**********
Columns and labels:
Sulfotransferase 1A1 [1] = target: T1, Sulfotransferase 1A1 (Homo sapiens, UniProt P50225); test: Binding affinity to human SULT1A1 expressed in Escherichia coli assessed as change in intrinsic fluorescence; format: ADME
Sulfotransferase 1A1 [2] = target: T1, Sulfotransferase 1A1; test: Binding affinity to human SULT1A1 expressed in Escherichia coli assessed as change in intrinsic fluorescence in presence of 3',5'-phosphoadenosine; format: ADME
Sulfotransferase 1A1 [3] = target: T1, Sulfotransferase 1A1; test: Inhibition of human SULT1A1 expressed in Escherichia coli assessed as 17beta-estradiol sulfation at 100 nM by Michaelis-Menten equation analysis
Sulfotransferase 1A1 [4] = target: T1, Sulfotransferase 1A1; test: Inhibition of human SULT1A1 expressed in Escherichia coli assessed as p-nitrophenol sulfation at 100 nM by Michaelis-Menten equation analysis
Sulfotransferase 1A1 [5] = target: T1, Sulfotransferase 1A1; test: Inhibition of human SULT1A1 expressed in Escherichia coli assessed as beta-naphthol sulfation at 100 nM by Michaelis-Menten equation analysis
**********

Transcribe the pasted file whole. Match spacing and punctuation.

Columns and labels:
Sulfotransferase 1A1 [1] = target: T1, Sulfotransferase 1A1 (Homo sapiens, UniProt P50225); test: Binding affinity to human SULT1A1 expressed in Escherichia coli assessed as change in intrinsic fluorescence; format: ADME
Sulfotransferase 1A1 [2] = target: T1, Sulfotransferase 1A1; test: Binding affinity to human SULT1A1 expressed in Escherichia coli assessed as change in intrinsic fluorescence in presence of 3',5'-phosphoadenosine; format: ADME
Sulfotransferase 1A1 [3] = target: T1, Sulfotransferase 1A1; test: Inhibition of human SULT1A1 expressed in Escherichia coli assessed as 17beta-estradiol sulfation at 100 nM by Michaelis-Menten equation analysis
Sulfotransferase 1A1 [4] = target: T1, Sulfotransferase 1A1; test: Inhibition of human SULT1A1 expressed in Escherichia coli assessed as p-nitrophenol sulfation at 100 nM by Michaelis-Menten equation analysis
Sulfotransferase 1A1 [5] = target: T1, Sulfotransferase 1A1; test: Inhibition of human SULT1A1 expressed in Escherichia coli assessed as beta-naphthol sulfation at 100 nM by Michaelis-Menten equation analysis